• Partnering with and moving business to preferred suppliers. InSource needs suppliers who do the above 4 points better.  Some have come from existing suppliers, some we have found over the last 3 ½ years, and some we are still looking for.  Finding the right preferred suppliers and partnering with them to better respond to our customers’ needs is key to all of our success.  We need them through thick and thin.  It is in our best interest to have fewer, better suppliers.  A Supplier Scorecard system was introduced in July 2019 with 19 suppliers currently participating.  Improved ratings come from improvements in the above 4 points.  Sharing demand with preferred suppliers helps them respond to our needs.
  • Devote more time to how we buy than to buying. By traditional means, it takes a lot of time and effort to buy all the parts we need.  IT support and productivity gains in buying have been made, but there is much more to do.  We have more accurate data as to supplier, lead time, minimum order quantity, minimum reel quantity, and economic order quantity.  We can bring information like past usage, inventory, and open orders to view on a single dashboard to save looking at multiple screens.  “Up to Buy” reports with suggested purchase quantity for review/change by the buyer have been developed.  We just introduced “Up to Reschedule” reports and cutting purchase orders automatically.
  • Reducing open order commitments. Open orders represent a commitment to the future and tend to be great in times of rising demand, ballast in steady as she goes, and strangling for falling demand or obsolescence.  Waiting to place another order until called for by lead times and economic order quantities, gives us a better handle on how much we actually will need and frees us to take other actions if, say, a downturn would start before we needed to place the order.
  • Quoting packages of similar parts. Quoting packaging such as connectors & terminals in Harness group, resistors & capacitors in Controls group, and screw machine parts in Refrigeration group helps sort out lead time, batch size, pricing, and stocking improvements.  This also lets us compare new suppliers against current suppliers.  Some of our best suppliers have been added in the last 3 years.  Once parts are well placed with a supplier who is doing well on our Supplier Scorecard ratings, we are not so quick to send out quote packages to other suppliers.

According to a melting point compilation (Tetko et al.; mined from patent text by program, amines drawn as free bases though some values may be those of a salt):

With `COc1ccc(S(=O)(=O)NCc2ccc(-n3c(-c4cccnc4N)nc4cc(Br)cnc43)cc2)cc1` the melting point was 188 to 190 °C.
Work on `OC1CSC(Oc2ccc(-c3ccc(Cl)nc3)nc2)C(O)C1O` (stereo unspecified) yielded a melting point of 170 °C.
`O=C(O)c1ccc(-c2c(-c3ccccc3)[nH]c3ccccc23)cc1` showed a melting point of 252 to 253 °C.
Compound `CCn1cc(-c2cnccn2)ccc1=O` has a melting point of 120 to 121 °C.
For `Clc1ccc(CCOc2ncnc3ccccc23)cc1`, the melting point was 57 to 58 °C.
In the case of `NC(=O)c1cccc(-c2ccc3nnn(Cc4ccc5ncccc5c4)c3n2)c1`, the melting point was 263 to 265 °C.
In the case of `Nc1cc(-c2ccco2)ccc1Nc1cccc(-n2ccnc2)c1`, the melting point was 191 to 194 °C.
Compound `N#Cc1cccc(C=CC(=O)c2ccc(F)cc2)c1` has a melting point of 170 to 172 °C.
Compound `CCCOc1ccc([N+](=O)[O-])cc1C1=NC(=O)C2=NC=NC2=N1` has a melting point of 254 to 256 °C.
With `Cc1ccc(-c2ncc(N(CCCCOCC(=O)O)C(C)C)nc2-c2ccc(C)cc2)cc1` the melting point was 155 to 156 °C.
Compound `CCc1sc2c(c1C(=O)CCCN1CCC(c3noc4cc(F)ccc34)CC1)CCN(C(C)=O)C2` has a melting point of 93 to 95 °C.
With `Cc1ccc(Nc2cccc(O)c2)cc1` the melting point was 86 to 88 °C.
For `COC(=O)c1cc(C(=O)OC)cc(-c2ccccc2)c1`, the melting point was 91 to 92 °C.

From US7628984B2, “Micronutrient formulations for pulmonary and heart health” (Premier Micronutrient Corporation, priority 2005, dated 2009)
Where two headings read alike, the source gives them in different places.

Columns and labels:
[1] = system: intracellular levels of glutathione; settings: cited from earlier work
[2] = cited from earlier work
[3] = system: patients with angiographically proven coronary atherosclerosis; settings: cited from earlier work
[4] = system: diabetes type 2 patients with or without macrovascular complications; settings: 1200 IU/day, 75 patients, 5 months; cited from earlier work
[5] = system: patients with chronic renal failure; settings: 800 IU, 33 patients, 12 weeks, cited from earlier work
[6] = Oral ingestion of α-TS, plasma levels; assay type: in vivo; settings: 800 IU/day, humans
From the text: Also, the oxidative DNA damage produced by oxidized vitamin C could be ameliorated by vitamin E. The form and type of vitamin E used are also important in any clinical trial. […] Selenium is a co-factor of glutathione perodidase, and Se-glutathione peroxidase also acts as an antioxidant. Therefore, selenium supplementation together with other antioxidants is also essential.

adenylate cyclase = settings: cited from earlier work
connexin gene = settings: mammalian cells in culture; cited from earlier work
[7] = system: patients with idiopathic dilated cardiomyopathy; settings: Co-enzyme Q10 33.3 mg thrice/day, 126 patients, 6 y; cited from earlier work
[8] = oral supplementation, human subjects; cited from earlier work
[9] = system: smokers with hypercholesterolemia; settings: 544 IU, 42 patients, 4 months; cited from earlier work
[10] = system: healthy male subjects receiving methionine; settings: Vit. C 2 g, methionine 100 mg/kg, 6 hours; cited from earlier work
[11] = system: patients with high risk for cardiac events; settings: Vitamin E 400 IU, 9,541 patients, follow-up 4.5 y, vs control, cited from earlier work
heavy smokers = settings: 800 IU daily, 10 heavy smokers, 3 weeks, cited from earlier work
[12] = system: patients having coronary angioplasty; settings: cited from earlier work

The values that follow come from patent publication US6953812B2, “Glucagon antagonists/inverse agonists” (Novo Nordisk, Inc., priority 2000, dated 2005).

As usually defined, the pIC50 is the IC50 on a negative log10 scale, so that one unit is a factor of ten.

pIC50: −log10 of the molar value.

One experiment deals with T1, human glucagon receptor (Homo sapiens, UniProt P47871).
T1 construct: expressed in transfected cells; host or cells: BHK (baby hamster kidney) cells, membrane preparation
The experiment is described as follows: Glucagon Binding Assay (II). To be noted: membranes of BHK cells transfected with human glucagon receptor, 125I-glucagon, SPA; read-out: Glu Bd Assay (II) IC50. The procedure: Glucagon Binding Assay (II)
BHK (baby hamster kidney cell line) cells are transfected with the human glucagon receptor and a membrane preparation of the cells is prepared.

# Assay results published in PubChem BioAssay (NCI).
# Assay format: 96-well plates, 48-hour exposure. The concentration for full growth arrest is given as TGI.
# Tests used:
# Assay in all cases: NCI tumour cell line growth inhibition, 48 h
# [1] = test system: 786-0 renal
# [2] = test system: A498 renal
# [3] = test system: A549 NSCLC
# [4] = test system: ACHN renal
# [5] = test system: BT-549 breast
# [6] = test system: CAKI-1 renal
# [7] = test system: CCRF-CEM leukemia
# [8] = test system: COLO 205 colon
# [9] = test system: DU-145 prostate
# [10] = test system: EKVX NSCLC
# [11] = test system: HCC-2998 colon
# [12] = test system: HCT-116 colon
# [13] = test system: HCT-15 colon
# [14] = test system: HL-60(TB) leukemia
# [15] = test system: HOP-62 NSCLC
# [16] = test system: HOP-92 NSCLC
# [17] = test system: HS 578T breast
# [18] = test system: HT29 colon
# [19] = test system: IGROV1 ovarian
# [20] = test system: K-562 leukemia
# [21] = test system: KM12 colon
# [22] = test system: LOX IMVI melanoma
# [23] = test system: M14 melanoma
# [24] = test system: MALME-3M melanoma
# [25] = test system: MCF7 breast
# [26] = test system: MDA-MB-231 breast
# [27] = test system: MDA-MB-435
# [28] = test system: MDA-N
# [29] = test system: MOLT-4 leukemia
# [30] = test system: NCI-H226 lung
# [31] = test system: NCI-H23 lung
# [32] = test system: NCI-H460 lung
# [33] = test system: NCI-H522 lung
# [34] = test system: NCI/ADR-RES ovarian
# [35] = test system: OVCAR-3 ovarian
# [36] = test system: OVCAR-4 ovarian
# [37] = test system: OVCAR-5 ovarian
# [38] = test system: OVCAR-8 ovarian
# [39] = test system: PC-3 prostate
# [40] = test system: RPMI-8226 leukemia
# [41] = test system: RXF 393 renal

The COVID-19 virus required special trimming of the sails.  In our lifetime, we never experienced a world-wide economy shut down so quickly (17 million new USA unemployment claims in just 3 weeks).  We sensed a “dead calm” situation with a high level of uncertainty of how much and how long.  We knew the health concerns of the virus would impact our available workforce.  Customer demand would likely slow. While we had a healthy level of parts to support an aggressive build schedule, eventually parts supply shortages would impact production schedules.

The onset of the COVID-19 pandemic was in mid-March.  For the rest of March, we assessed our situation, studied state and federal orders and laws, and figured out how to comply.  We needed to protect our employees and serve our customers, and preserve cash. Beginning April 1st, we took the following steps inventory management steps:

  1. Asked our suppliers to stop parts shipments and placed new orders sparingly for 2 weeks.
  2. During the 2 weeks
    1. Contacted customers and assessed available production capacity and adjusted schedule downward.
    2. Reviewed Open purchase orders/releases due in April and pushed out those with no demand.
  3. During the balance of April
    1. Assess customer needs and production capacity and adjust production schedule.
    2. Review purchase orders/releases due in May and push out those with no demand.
  4. During May, repeat for June, etc. as long as needed

“The wind is always changing, and all sails need frequent adjustment.  There is no such thing as set-it-and-forget-it, so check yourself often”, writes Jonathon Vieker.  Inventory management and sourcing will always need sailors AND more analysis, more tools, and proper application makes better sailors.

Ken Manz